EXPLAINED: How will Vienna’s shipping container rapid testing plan work?

Rapid coronavirus tests will be available at containers in several locations across Vienna from Thursday. Here’s what you need to know.

EXPLAINED: How will Vienna’s shipping container rapid testing plan work?
Coronavirus testing in Vienna. Photo: ALEX HALADA / AFP

From Thursday November 12th, Vienna will add a new string to its testing bow: testing in shipping containers at several sites across the city. 

Known as ‘Coronavirus Checkboxes’, they are a network of shipping containers where rapid tests are carried out. 

Currently in Favoriten near the Laaerbergbad with another at Mildeplatz in Ottakring and another at Donaustadt. There are expected to be 30 containers across the city by the end of November if the early rollout is successful. 

READ: Vienna announces third drive-in coronavirus testing site 

The containers have been set up to reduce the burden on doctors and other medical facilities while also separating people who are possibly infected with Covid-19 from other patients at medical facilities. 

Vice President of the Vienna Medical Association, Johannes Steinhart, welcomed the scheme and said it was important that people who may have the coronavirus be treated at one of the containers rather than risking infecting people at medical facilities. 

“The other sick people are not gone. They should all go to the ordinations now. We cannot need any collateral damage and at the same time we have to have the pandemic under control.”

In particular, they have been rolled out at the start of ‘flu’ season to help concerned residents get tested easily and quickly to see if they are carrying a cold, the flu or Covid-19. 

Vienna currently has a separate drive-in testing scheme with three sites across the city

How does it work?

Doctors are on site in the containers. 

With test results available within 15 minutes, patients are told to wait until their results are available. 

Anyone who returns a negative test will be treated on site by the medical staff, while those who record positive tests will be forced to quarantine and take a PCR test to confirm the infection.

Testing will be free, according to Die Presse – although who will eventually pay the bill is not yet certain. 

The City of Vienna has agreed to cover the costs of setting up the containers, but is hopeful that the federal government will cover the costs of the tests. 

Vienna has purchased two million antigen tests for the scheme. 

Anyone with symptoms can book an appointment here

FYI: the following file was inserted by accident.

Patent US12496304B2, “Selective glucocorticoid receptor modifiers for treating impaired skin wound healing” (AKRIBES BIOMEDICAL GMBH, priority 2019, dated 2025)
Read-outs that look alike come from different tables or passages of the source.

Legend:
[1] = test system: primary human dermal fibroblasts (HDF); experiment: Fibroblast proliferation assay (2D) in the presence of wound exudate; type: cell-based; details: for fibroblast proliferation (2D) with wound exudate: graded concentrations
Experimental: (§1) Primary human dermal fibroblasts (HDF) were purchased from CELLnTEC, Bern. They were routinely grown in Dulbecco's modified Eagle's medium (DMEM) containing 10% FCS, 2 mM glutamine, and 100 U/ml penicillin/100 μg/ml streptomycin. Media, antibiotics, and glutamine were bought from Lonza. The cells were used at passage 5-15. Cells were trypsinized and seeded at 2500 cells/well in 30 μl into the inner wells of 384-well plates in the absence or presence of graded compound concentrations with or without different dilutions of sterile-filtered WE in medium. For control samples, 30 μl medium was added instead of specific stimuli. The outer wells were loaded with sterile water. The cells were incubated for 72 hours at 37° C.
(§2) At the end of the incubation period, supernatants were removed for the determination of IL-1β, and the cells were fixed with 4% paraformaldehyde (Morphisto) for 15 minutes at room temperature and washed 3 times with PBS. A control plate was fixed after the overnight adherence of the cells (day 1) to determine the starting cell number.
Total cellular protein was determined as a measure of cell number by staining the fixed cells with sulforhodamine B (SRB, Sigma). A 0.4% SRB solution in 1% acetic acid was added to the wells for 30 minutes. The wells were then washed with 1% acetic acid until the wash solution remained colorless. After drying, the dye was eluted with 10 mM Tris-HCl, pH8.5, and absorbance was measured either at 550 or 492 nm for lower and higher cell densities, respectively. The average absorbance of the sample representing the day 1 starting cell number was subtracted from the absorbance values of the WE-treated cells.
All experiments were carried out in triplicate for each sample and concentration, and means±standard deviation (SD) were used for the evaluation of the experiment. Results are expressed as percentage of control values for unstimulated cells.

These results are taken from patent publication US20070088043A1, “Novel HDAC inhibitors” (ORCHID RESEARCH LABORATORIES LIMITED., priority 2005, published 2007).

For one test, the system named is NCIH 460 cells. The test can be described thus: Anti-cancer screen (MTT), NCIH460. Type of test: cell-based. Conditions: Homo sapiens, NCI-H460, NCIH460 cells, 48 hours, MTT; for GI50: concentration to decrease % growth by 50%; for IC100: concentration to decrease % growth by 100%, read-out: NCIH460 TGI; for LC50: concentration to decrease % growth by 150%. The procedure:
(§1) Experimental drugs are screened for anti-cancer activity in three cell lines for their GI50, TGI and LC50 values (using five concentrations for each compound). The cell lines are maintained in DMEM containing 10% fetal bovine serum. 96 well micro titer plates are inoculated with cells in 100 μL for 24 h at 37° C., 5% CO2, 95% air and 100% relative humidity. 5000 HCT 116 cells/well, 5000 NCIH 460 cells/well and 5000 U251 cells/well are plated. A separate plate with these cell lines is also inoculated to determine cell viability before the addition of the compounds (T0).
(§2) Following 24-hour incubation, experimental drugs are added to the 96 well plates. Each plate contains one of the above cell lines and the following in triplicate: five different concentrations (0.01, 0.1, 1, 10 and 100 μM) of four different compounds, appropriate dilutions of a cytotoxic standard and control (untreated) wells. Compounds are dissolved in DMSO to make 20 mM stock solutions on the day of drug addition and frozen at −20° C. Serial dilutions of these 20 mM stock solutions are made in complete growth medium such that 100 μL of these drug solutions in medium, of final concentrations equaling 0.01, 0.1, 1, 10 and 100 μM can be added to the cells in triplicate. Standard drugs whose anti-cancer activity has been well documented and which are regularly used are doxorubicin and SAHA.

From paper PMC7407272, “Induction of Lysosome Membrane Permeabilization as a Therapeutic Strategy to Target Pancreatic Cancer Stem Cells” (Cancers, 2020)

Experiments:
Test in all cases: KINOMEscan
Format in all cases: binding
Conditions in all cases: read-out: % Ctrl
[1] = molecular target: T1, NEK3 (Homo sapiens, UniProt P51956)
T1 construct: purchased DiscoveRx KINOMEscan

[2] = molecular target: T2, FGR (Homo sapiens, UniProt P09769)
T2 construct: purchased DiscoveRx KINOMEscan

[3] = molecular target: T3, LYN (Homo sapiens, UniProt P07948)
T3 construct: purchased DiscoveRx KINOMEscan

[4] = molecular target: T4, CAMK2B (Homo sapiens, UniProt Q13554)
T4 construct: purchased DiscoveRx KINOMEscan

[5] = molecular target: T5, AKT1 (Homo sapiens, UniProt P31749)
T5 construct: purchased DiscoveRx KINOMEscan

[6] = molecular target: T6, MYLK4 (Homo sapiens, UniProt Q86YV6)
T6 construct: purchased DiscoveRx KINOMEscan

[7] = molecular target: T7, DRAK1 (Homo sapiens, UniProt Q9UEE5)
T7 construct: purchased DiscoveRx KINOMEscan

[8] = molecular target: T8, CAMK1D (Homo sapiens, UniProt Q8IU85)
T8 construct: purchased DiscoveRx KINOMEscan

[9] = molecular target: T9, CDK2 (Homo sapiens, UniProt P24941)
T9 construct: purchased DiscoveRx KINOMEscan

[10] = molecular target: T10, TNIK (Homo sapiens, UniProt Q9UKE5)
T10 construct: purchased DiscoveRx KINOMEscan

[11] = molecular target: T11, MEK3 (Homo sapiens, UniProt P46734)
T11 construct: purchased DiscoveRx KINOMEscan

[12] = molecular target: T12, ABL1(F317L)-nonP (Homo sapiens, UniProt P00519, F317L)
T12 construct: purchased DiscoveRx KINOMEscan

Appointments are available between 7am and 7pm in ten minute slots. 

Appointments are necessary, confirmed City Councilor for Health Peter Hacker (SPÖ), who is partially responsible for the rollout of the scheme. 

“We ask for your understanding that you can't just come here. We don't want long queues and people to freeze in the cold with colds and coughs,” he said.

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EXPLAINED: How to register for the monkeypox vaccine in Vienna

Austria's capital city Vienna has begun registration appointments for those who want to get a monkeypox vaccine. Here's what you need to know.

EXPLAINED: How to register for the monkeypox vaccine in Vienna

As of September 9th, people can make reservations for monkeypox vaccination in Vienna, authorities announced. It is possible to register for the vaccine using the health service line by calling 1450 or via the Impfservice website.

The City of Vienna has said the pre-registration is needed because all planning will be done through a central system due to a shortage of vaccines.

“Please understand that due to the vaccine shortage, we cannot offer preventive monkeypox vaccination to everyone interested. We can use the reservation platform to quickly allocate available appointments and contact interested parties as soon as there are more vaccines”, the authorities said.

After the registration, people will be contacted to book appointments on September 14th. The first available date will be September 19th.

READ ALSO: Monkeypox in Austria: What causes it and is it serious?

Who should be vaccinated against monkeypox?

Vaccination of the general population is currently not recommended.

Preventive vaccination is only offered to health care workers with a very high risk of exposure to people with monkeypox (designated monkeypox departments/outpatient clinics/offices) and persons with individual risk behaviour (persons with frequently changing sexual contacts), the City of Vienna said.

The health authorities in Vienna also have a specific information sheet in English with more information on the disease.

Monkeypox is a notifiable disease caused by a virus closely related to the smallpox virus and which can cause a condition similar to smallpox but rarely deadly. People with immunodeficiencies, pregnant women and children are at risk of more severe symptoms.

The virus spreads from person to person through contact with infectious skin lesions, via air droplets through speaking, coughing, sneezing, or other body fluids, and when having prolonged and close physical contact, e.g. through sexual intercourse.

READ ALSO: Austria recommends 4th Covid vaccine dose for everyone over 12

Usually, the first symptoms show up 5 to 14 days (at the latest, 21 days) after exposure. These include fever, general exhaustion, headaches, muscle and body aches, gastrointestinal problems and frequently painfully swollen lymph nodes.

“If you have symptoms and have had contact with someone with monkeypox, you must self-isolate at once and call 1450. If you have a confirmed monkeypox infection, you need to stay in self-isolation until the last crust has fallen off”, the Austrian authorities added.